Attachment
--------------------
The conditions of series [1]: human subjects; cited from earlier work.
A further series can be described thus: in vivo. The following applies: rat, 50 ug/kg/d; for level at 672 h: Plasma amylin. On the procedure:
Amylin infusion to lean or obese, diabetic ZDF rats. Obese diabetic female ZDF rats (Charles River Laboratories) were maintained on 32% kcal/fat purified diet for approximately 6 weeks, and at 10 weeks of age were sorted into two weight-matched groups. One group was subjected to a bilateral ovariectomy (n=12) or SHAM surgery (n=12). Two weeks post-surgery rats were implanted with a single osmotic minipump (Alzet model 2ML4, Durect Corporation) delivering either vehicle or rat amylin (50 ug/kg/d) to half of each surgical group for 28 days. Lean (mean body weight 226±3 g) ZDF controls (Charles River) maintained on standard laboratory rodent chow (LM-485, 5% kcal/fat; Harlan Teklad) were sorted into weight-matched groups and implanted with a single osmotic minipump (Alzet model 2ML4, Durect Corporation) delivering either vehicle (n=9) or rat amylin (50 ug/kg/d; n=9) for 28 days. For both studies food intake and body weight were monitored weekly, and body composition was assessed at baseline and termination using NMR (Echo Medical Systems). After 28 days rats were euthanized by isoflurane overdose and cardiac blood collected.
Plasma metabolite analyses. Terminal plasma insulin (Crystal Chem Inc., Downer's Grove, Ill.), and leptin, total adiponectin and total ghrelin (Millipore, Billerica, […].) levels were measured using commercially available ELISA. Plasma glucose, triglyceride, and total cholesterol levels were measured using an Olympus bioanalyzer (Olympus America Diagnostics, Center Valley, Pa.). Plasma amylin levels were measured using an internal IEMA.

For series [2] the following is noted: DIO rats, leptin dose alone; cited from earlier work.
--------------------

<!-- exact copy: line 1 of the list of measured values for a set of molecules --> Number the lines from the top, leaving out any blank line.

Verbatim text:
The conditions of series [1]: human subjects; cited from earlier work.